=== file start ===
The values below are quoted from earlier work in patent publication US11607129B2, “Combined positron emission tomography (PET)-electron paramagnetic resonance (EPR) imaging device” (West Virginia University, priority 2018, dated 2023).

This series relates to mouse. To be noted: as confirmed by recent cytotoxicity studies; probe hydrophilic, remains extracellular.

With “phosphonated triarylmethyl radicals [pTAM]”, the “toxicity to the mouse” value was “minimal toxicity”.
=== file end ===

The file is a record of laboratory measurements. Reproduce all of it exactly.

The values below are quoted from earlier work in patent publication US11607129B2, “Combined positron emission tomography (PET)-electron paramagnetic resonance (EPR) imaging device” (West Virginia University, priority 2018, dated 2023).

This series relates to mouse. To be noted: as confirmed by recent cytotoxicity studies; probe hydrophilic, remains extracellular.

With “phosphonated triarylmethyl radicals [pTAM]”, the “toxicity to the mouse” value was “minimal toxicity”.